Aerial Technology International (ATI) is expanding its unnamed aerial system technology business into the precision agriculture industry to help farmers make more cost-effective decisions.
Located in Clackamas, Oregon, ATI provides data through video, thermal imaging, multi-spectral imaging and tailored software applications integrated into its UAS technology. The company is teaming with MicaSense, a firm specializing in multi-spectral camera solutions, data processing and analytics.
“A large percentage of the domestic drone sales will be in the agriculture industry,” ATI co-founder Stephen Burtt said of the company’s decision to expand. “We happen to have a team and a network of people that brought all the pieces necessary to actually do this. The partnership with MicaSense was the final keystone that made it all work.”
Clackamas-based Aerial Technology Inc. is taking its unmanned aerial system know-how to the fields. The company has teamed with MicaSense, a Simi Valley, California-based imaging and data processing firm, to create a system specific for the emerging business of precision agriculture.
For agricultural customers ATI is outfitting its aerial unmanned vehicles with MicaSense’s multi-spectral cameras. The UAVs fly over a field or vineyard and gather information through the cameras. That data is then crunched by MicaSense and can help growers glean information about crop health.
CLACKAMAS, Ore., September 19, 2014 — Aerial Technology (ATI) has announced they are expanding their UAS technology into the ag industry. The goal of the move is provide useful data that will enable farmers and produce growers the ability to make cost-effective decisions.
ATI provides data through video, thermal imaging, multi-spectral imaging and tailored software applications, integrated into their UAS technology.
Aerial Technology has teamed up with MicaSense, a firm that provides multi-spectral camera solutions and data processing and analytics. Using multi-spectral cameras, this highly sensitive application will capture videos and photos of crops remotely, sense different colors of light, provide data processing, sensitive mapping strategies and analytics of data gathered to determine crop vigor.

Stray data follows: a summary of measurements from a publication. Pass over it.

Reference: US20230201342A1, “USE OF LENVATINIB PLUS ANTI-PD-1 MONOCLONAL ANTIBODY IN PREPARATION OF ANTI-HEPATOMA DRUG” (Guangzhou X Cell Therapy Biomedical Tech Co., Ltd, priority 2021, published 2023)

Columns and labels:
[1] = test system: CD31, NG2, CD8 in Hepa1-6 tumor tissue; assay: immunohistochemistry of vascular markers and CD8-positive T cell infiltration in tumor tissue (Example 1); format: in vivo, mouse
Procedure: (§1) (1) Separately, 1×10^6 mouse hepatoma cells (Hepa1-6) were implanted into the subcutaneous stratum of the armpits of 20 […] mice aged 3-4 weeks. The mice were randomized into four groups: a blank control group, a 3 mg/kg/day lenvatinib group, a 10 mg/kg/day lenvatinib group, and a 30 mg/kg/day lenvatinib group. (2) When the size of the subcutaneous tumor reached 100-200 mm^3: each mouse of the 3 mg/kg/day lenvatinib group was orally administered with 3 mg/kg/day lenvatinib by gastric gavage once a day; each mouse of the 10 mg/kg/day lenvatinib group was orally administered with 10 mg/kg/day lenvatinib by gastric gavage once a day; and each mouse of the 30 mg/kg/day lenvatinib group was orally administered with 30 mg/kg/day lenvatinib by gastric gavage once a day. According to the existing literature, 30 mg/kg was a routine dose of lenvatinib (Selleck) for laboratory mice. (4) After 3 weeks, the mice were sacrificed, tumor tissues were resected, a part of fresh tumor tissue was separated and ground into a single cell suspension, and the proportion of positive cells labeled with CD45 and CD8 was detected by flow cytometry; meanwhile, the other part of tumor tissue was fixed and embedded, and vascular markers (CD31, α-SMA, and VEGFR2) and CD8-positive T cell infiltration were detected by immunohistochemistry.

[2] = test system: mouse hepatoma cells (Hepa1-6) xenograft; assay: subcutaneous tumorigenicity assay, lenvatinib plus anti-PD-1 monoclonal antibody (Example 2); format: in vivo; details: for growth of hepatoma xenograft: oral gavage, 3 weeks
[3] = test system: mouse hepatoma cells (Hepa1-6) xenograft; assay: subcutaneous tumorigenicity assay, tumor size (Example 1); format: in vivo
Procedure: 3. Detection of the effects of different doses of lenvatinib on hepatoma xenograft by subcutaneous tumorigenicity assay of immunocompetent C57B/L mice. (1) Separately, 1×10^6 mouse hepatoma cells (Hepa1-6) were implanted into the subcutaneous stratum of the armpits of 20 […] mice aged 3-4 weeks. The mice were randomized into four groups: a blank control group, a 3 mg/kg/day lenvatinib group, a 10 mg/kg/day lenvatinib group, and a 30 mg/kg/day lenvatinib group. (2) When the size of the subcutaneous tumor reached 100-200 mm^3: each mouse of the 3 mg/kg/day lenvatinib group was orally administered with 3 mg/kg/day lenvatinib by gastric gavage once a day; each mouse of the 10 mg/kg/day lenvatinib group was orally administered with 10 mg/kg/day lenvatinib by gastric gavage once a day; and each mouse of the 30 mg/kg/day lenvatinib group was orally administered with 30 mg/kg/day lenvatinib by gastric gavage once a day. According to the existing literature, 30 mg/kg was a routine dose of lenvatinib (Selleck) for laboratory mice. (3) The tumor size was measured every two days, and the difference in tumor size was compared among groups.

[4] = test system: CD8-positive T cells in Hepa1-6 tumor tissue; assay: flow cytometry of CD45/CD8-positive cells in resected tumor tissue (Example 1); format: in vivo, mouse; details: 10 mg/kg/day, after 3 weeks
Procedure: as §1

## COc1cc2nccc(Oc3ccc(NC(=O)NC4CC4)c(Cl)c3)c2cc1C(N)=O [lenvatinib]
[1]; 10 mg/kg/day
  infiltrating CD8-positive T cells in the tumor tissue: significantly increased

A Furman University team led by physics professor John Conrad won first place in the Drone Prize 2014 competition which was held Aug. 22-24 in Oregon. Carried out by three finalists, the competition consisted of five-parts—an oral presentation and four rigorous piloting exercises. Furman was awarded first place in a ceremony at the Oregon Museum of Science and Industry in Portland. The prize, valued at more than $8,000, was a fully-outfitted DJI heavy lifter S-800 hexacopter system donated by Aerial Technology International.
Companies like HoneyComb Corp in Wilsonville and Aerial Technology international in Clackamas manufacture and perform custom system integration for agricultural drones, respectively, that fly over vineyards — and other farming operations — to gather multispectral imaging from sensors made by companies like Micasense. The California outfit also processes the data-driven images, which can give viticulturists an anal- ysis of plant health using vegetative indices such as nDVi (normalized Difference Vegetation index). The use of UAVs (unmanned aerial vehicles) has made the spectral imaging eas- ier to afford, easier to obtain and at a much higher resolution: a couple inches per pixel. Up until now this resolution has not been available.